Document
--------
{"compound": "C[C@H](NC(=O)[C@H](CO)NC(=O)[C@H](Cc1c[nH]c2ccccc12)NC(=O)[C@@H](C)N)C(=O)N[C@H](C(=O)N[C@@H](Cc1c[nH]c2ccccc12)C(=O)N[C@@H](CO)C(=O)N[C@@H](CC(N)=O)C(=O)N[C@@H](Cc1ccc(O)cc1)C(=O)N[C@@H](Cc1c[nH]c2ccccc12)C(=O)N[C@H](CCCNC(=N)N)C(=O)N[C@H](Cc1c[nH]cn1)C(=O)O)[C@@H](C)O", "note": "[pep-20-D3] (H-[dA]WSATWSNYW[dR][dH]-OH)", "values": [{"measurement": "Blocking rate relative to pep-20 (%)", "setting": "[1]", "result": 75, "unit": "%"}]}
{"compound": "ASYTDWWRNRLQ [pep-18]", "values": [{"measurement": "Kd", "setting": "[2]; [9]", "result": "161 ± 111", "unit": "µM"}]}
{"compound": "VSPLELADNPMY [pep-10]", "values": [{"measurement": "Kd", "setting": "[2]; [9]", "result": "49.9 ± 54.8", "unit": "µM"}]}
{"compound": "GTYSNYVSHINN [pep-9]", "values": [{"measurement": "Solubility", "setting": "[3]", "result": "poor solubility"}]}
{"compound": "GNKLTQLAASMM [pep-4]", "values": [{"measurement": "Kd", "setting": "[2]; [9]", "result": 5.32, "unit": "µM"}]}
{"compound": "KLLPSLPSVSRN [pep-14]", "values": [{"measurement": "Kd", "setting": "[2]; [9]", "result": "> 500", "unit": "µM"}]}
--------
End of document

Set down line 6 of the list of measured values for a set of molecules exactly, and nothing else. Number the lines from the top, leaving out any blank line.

{"compound": "KLLPSLPSVSRN [pep-14]", "values": [{"measurement": "Kd", "setting": "[2]; [9]", "result": "> 500", "unit": "µM"}]}